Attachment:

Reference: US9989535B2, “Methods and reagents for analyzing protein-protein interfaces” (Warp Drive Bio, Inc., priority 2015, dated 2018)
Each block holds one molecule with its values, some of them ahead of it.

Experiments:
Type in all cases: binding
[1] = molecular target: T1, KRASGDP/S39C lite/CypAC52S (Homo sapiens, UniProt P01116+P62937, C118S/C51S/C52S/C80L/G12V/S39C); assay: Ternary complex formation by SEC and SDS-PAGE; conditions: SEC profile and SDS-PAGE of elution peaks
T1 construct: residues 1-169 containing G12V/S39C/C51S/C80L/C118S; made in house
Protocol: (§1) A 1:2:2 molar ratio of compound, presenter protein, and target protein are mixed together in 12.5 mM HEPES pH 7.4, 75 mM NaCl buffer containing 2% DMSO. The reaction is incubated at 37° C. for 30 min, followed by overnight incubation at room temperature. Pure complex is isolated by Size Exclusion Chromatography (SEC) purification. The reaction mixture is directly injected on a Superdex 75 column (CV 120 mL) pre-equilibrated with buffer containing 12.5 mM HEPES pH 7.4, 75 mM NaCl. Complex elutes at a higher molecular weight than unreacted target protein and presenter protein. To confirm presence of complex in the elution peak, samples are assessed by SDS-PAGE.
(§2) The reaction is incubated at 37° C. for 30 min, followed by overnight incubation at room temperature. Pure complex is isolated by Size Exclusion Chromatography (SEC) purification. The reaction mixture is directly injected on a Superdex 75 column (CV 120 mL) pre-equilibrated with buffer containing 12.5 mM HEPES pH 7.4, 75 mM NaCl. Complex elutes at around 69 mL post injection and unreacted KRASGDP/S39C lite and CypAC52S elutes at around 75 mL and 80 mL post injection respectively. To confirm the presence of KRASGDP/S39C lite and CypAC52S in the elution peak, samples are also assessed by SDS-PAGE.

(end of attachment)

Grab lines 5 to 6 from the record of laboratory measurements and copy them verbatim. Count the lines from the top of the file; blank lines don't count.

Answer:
[1] = molecular target: T1, KRASGDP/S39C lite/CypAC52S (Homo sapiens, UniProt P01116+P62937, C118S/C51S/C52S/C80L/G12V/S39C); assay: Ternary complex formation by SEC and SDS-PAGE; conditions: SEC profile and SDS-PAGE of elution peaks
T1 construct: residues 1-169 containing G12V/S39C/C51S/C80L/C118S; made in house